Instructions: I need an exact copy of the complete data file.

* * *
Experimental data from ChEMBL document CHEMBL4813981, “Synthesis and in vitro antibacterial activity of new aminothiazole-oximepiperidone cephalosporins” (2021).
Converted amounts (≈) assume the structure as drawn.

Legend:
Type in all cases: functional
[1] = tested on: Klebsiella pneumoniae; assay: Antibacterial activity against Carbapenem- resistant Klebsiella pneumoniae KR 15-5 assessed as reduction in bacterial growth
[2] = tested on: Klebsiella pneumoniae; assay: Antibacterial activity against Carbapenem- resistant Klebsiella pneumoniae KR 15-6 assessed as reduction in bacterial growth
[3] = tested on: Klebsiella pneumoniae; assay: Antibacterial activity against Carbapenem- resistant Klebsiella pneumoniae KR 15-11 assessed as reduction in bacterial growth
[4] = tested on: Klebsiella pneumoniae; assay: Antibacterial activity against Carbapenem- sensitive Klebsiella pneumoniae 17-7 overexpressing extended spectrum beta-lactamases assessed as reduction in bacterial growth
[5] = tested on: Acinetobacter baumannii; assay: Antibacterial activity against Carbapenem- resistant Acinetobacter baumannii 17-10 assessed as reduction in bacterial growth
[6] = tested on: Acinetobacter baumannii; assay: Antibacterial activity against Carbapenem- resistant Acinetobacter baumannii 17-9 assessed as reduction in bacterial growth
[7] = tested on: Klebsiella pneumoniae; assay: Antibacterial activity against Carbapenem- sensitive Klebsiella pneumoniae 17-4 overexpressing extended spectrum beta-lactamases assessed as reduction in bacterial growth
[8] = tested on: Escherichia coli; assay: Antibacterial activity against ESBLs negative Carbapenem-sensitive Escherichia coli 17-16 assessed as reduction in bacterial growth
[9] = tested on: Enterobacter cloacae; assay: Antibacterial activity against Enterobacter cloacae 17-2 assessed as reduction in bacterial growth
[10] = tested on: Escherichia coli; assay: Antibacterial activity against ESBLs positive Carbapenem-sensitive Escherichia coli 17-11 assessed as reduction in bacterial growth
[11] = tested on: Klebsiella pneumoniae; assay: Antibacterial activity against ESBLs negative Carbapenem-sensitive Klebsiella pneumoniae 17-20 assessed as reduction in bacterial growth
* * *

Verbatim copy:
Experimental data from ChEMBL document CHEMBL4813981, “Synthesis and in vitro antibacterial activity of new aminothiazole-oximepiperidone cephalosporins” (2021).
Converted amounts (≈) assume the structure as drawn.

Legend:
Type in all cases: functional
[1] = tested on: Klebsiella pneumoniae; assay: Antibacterial activity against Carbapenem- resistant Klebsiella pneumoniae KR 15-5 assessed as reduction in bacterial growth
[2] = tested on: Klebsiella pneumoniae; assay: Antibacterial activity against Carbapenem- resistant Klebsiella pneumoniae KR 15-6 assessed as reduction in bacterial growth
[3] = tested on: Klebsiella pneumoniae; assay: Antibacterial activity against Carbapenem- resistant Klebsiella pneumoniae KR 15-11 assessed as reduction in bacterial growth
[4] = tested on: Klebsiella pneumoniae; assay: Antibacterial activity against Carbapenem- sensitive Klebsiella pneumoniae 17-7 overexpressing extended spectrum beta-lactamases assessed as reduction in bacterial growth
[5] = tested on: Acinetobacter baumannii; assay: Antibacterial activity against Carbapenem- resistant Acinetobacter baumannii 17-10 assessed as reduction in bacterial growth
[6] = tested on: Acinetobacter baumannii; assay: Antibacterial activity against Carbapenem- resistant Acinetobacter baumannii 17-9 assessed as reduction in bacterial growth
[7] = tested on: Klebsiella pneumoniae; assay: Antibacterial activity against Carbapenem- sensitive Klebsiella pneumoniae 17-4 overexpressing extended spectrum beta-lactamases assessed as reduction in bacterial growth
[8] = tested on: Escherichia coli; assay: Antibacterial activity against ESBLs negative Carbapenem-sensitive Escherichia coli 17-16 assessed as reduction in bacterial growth
[9] = tested on: Enterobacter cloacae; assay: Antibacterial activity against Enterobacter cloacae 17-2 assessed as reduction in bacterial growth
[10] = tested on: Escherichia coli; assay: Antibacterial activity against ESBLs positive Carbapenem-sensitive Escherichia coli 17-11 assessed as reduction in bacterial growth
[11] = tested on: Klebsiella pneumoniae; assay: Antibacterial activity against ESBLs negative Carbapenem-sensitive Klebsiella pneumoniae 17-20 assessed as reduction in bacterial growth